Tuesday, August 17, 2010

Means Little to an Engineer

I was reading a thesis today. Yes, that's how I spend my Tuesday's. Reading theses. Anyway, I was reading it and had to stop when I read the sentence: "This definition means little to an engineer."

It's really not a surprising sentence or unexpected. It was referring to a mathematical straight-up definition that basically means nothing outside of a theoretical sense; therefore, it doesn't mean anything to the ever practical minded engineer. But it made me laugh as I thought of a multitude of engineer jokes. Yes, sometimes I make up jokes about my own kind. Ask me about band jokes sometime. (I was in band for eight years).

Anyway, after I was done laughing at myself and my clever wit, I started thinking about engineers, engineers as portrayed TV and books, what engineers are, what engineers aren't, etc.

So rule number one: Engineers are not scientists.

What does that mean? We don't deal with much theoretical stuff. Oh, there are theoretical engineers, but they're the sort of engineers who spend their lives teaching and doing research at major universities. Not the sort of engineer that's going to be working on the flagship of your naval fleet.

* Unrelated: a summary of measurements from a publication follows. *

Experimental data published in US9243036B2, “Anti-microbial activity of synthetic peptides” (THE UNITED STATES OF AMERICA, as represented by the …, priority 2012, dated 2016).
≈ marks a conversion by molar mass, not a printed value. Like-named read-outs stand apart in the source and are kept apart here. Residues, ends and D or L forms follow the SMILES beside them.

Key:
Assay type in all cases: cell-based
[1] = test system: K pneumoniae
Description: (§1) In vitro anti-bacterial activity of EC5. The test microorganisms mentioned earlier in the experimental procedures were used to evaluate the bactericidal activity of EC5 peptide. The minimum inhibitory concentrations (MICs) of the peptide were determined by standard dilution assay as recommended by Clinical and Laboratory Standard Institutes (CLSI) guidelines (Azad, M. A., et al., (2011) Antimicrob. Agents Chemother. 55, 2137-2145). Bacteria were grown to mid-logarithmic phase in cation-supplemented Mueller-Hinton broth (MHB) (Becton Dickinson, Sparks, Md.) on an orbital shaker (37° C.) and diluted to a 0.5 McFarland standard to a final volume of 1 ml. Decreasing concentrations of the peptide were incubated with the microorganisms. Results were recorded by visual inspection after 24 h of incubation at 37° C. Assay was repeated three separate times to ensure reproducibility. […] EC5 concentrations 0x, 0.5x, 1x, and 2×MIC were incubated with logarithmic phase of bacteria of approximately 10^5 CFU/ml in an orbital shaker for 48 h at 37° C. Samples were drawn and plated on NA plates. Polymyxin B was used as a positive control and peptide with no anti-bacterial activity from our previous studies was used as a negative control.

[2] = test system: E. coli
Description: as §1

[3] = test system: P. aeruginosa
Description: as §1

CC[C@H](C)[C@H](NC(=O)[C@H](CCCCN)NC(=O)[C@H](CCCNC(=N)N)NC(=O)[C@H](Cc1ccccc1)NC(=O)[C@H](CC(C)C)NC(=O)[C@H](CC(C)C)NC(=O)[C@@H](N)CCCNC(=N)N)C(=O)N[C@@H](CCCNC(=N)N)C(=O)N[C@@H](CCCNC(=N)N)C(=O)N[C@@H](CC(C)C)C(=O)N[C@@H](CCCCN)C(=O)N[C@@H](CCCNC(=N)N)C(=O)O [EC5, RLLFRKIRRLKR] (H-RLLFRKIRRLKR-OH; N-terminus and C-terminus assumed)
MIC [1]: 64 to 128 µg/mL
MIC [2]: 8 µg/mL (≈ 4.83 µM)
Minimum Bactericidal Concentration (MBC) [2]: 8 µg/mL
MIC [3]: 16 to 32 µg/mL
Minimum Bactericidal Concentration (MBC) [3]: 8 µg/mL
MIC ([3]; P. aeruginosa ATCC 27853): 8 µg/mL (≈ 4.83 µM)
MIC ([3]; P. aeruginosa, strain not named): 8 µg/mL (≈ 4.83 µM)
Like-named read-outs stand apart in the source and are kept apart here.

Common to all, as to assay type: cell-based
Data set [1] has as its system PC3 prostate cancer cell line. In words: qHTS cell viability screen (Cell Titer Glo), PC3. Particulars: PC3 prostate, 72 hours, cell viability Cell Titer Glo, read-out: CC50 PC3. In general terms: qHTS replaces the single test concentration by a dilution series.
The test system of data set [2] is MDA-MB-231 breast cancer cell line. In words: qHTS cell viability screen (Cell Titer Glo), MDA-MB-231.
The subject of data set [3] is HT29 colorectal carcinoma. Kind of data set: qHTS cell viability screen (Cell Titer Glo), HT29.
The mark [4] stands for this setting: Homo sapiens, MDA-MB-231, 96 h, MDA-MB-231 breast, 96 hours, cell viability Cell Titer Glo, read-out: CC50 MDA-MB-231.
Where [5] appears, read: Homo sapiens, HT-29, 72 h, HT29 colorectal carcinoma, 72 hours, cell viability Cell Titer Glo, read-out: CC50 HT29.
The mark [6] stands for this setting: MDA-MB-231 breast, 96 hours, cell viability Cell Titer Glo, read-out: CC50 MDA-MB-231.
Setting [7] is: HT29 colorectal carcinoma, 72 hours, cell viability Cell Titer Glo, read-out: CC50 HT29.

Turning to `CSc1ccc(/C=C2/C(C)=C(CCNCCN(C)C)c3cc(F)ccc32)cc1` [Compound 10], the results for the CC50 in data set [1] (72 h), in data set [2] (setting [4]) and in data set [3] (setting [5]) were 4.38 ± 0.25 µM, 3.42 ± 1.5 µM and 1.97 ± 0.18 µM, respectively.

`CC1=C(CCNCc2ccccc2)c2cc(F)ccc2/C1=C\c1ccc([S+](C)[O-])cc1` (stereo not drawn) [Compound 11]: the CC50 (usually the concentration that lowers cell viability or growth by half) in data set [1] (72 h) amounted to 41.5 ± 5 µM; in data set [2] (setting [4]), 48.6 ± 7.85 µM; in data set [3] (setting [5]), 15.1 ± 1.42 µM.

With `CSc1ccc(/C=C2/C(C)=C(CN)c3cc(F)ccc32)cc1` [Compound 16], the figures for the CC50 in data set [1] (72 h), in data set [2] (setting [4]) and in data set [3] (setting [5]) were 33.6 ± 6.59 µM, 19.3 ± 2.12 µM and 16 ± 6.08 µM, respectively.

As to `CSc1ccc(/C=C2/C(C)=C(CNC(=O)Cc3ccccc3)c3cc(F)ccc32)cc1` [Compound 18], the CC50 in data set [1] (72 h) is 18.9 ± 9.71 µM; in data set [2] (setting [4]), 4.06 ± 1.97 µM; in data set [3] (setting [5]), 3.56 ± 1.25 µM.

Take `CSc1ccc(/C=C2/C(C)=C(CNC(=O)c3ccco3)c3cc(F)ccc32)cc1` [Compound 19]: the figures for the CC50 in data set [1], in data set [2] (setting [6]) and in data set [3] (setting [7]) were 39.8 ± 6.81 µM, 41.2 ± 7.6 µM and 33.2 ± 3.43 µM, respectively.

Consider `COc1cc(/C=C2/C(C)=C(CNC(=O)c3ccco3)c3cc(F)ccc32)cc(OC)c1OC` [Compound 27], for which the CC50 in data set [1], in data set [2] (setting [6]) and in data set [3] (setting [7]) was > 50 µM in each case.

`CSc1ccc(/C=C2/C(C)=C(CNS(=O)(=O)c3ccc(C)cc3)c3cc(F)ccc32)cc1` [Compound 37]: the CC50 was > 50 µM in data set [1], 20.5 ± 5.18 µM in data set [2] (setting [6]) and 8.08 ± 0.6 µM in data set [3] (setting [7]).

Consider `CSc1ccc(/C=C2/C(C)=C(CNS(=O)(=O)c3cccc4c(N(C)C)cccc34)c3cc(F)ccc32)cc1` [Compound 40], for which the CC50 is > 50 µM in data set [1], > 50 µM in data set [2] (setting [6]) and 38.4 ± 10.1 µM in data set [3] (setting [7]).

Number two: Engineers are not magicians.

We can't pull something out of nothing. We can't defy the laws of physics. Heck, we usually leave the disproving of laws and the creation of new ones to scientists. We deal with what's real in the here and now.

Number three: Engineers are not mathematicians.

Sure we can hold our own in a math discussion. We may know what a Hilbert space is and how to derive a cross product, but we don't learn these things for the joy of learning them. We learn them because we need to know them in order to make working Kalman Filters, so that our spacecraft can detumble properly.

Number four: Engineers are not people.

Ok, I'm joking about that one. We're people.

The bottom line is that 90% of engineers are PRACTICAL. We design, build, and operate things. We solve problems as they're presented in real world scenarios....though we tend to ignore friction and atmospheric drag...We do use computer programs a lot to help us model and determine things. We are not generally theoretical, and we don't care for the mathematical definitions. Tell us the real deal, so we can solve whatever problem we're given.